On the outskirts of Abu Dhabi, around a 30 minute drive from the city, Al Wathba Wetland Reserve is a spot that is well worth a visit if you’re interested in the outdoors and wildlife. The place had been on my list to investigate for some time, and with such great winter weather over the holidays, I finally made it down there.
You never know quite what you’re going to find with these things in this part of the world, and other than the fact I knew there were flamingos there and that I’d read on the website to expect it to be pretty basic, that was pretty much all I knew about it.
And it is very basic when you arrive, although there is more there than I had expected with a small welcome centre and a nature ranger who explains where the best view of the flamingos is and what kinds of wildlife to expect on the way round. There’s also an excellent free field guidebook to the area which is really useful for making sure you don’t miss anything – or at the very least, making sure that you know what it is that you are looking at when you spot something interesting or unusual!
There are two marked paths to choose from – a shorter 1.5km route or a full 3km route. If it’s flamingos you’ve come for, you’ll need to take the 3km route as that’s where they all hang out.
The terrain around both paths is pretty easy, and although it is just a sand track, even families with pushchairs were making the trip without any issue.
It’s the kind of place that would be very easy to dismiss, but if you keep your eyes open and remain open minded to learning about what the land holds, it’s actually a great opportunity to learn quite a lot about the native plants of the region and to spot plenty of wildlife from birds, lizards, ants, snakes, foxes and plenty more. Not forgetting of course the Greater Flamingos who are perhaps responsible for putting the area on the visitor radar.
The emirate of Abu Dhabi is home to over 20,000 flamingos and during the period between Autumn and Spring as many as 4,000 flamingos can be found at the Al Wathba Wetland Reserve.
Towards the halfway point on the 3km walk a bird hide can be found which provides a quiet place to sit and observe the flamingos. It’s really something to be seen and I’m afraid the photos just don’t do it justice, huge numbers of flamingos all honking away and plodding around is not only worth making the drive for, but is really quite a spectacle.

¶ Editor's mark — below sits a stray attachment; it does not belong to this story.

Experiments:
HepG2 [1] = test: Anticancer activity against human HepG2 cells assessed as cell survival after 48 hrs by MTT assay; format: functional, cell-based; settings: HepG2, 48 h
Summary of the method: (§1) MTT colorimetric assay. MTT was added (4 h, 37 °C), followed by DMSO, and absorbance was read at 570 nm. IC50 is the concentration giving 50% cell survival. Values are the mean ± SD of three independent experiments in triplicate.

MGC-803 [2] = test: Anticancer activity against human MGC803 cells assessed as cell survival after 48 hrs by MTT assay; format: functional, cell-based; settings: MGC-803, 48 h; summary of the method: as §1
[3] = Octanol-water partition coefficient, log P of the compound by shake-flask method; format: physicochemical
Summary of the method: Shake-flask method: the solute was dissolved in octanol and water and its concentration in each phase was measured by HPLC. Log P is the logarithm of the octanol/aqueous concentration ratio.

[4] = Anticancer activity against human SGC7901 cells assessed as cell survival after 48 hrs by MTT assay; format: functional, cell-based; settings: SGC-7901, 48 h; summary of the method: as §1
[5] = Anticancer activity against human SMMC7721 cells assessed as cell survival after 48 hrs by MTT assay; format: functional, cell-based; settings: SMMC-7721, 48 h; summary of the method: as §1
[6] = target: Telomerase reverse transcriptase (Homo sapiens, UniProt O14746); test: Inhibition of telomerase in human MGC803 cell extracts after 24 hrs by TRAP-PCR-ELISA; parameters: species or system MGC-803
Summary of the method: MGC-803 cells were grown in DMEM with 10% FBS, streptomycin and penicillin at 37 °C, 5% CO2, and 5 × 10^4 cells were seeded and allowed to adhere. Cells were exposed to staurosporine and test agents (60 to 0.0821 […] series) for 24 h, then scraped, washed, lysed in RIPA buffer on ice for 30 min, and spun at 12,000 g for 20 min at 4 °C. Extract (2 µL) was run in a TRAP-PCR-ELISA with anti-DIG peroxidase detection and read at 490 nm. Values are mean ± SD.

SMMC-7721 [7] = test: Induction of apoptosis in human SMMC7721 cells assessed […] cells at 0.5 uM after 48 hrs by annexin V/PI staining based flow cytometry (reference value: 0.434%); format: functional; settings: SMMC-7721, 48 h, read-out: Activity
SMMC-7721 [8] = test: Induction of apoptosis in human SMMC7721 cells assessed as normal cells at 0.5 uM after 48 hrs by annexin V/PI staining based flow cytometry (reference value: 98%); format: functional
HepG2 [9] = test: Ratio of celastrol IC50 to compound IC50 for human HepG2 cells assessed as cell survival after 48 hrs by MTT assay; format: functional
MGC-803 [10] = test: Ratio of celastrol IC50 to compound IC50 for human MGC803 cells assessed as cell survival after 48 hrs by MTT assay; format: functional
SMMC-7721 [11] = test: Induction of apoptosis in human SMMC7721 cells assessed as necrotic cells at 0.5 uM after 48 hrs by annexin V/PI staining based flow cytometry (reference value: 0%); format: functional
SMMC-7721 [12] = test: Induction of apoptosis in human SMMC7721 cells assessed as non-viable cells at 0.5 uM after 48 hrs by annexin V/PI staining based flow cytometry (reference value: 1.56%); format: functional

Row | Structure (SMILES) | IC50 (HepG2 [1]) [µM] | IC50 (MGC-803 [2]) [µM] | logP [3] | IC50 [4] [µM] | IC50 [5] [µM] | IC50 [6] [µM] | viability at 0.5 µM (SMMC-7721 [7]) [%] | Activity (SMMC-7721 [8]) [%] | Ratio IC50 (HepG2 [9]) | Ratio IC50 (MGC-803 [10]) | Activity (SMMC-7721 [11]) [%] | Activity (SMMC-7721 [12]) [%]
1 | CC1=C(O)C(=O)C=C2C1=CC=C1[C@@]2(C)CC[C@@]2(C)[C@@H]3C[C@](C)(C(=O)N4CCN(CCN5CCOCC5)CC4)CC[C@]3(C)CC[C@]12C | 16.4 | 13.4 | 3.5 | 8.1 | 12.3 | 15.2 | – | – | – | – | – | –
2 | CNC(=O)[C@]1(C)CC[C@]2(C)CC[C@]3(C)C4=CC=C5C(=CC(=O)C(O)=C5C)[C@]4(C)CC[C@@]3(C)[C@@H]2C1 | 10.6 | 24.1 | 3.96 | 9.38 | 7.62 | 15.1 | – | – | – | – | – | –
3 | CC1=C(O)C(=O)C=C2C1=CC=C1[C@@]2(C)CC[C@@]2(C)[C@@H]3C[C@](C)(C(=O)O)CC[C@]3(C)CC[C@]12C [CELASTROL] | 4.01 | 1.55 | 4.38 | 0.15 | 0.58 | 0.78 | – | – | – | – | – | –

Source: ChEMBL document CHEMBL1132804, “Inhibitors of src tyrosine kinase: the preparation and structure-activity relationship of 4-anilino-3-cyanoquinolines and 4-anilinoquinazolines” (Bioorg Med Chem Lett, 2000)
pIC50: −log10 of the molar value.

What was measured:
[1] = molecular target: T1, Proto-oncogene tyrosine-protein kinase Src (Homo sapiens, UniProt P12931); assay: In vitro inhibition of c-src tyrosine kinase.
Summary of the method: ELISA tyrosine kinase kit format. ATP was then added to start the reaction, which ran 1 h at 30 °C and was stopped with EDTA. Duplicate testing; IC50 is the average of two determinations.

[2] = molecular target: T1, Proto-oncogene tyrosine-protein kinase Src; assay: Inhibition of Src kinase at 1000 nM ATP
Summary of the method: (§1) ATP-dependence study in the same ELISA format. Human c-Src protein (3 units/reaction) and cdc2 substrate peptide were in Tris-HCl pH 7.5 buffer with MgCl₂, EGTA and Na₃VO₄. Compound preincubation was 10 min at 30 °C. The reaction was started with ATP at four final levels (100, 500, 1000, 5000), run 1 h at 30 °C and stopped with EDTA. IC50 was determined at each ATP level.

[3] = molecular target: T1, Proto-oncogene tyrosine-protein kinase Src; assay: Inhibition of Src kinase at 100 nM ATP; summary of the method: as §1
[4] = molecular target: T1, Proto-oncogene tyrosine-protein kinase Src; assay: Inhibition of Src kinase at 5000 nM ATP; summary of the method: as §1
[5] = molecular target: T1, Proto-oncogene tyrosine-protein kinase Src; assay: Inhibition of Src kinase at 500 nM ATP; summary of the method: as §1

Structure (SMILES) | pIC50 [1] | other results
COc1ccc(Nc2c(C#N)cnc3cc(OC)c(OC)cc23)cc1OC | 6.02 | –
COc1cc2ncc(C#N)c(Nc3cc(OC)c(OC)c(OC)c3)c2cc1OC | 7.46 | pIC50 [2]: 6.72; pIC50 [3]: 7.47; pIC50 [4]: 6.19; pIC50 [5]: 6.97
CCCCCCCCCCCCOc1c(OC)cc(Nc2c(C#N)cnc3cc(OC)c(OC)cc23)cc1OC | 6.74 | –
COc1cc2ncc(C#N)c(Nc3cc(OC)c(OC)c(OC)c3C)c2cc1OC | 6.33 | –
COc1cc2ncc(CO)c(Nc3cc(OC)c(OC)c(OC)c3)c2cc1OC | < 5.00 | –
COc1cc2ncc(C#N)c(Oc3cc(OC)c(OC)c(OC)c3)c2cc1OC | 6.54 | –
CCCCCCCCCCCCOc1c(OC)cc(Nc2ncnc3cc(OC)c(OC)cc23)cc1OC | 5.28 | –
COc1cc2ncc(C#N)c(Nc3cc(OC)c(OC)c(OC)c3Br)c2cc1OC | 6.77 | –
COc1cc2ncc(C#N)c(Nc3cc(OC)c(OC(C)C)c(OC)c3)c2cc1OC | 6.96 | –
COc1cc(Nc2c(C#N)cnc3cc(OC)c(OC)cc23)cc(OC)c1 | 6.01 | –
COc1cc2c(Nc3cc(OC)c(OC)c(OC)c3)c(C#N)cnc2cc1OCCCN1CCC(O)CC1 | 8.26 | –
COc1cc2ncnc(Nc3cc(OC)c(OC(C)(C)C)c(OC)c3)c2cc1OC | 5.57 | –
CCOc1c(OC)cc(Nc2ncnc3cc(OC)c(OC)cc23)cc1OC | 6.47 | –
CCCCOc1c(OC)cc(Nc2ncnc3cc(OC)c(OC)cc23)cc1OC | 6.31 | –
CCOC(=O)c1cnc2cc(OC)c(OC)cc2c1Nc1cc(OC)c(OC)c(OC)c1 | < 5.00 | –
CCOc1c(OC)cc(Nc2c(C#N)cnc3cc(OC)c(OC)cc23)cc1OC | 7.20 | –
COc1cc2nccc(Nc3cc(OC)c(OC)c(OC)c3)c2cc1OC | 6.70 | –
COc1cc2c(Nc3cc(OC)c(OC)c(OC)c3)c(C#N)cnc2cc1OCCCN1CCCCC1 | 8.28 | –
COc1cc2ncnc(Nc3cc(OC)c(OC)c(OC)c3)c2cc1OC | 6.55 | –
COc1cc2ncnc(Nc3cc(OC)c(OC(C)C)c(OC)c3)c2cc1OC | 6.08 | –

We had a lovely morning out at the reserve and the toddler was delighted to see flamingos. We also enjoyed taking our time and spotting ants, tracks of other birds and animals and plant life such as the desert hyacinth.
If you’re interested in getting outdoors for a walk (it makes a nice change to be able to do that in this region!) then it’s somewhere I’d definitely recommend. Grab your field guide from the welcome centre and see what you can spot along the way!
You’ll need to take water as there’s no facilities at the centre other than a small shack that is the welcome centre (there are bathrooms) and it’s worth going early in the morning before the heat of the day as not only is the walk more pleasant, but there’s a likelihood of seeing more active creatures before they all run and hide from the sun!
As an ecologically sensitive area, visiting days are limited and the reserve is only open on Thursday and Saturday mornings from 8am to 4pm (last entry at 2pm), but check the Al Wathba Wetland Reserve website before your visit as this can change intermittently. It’s also completely free to enter and no registration is required. Just make sure you follow the directions from the website, if you rely on google maps you’ll end up in the wrong spot and it can be hard to find your way round to the correct side and car park!
Hi! Does the Al Wathba Wetland Reserve have a contact number?
I can’t see it written anywhere but if you google it, it comes up with a ‘call’ button so try that 👍
Hi. Thanks for the useful info. When is the vest time of the year to view the 1000s of flamingos there. Thanks
Autumn until Spring is noted as the best time in the website, but winter and the cooler months I’d say more specifically, not least because it makes the walk more bearable!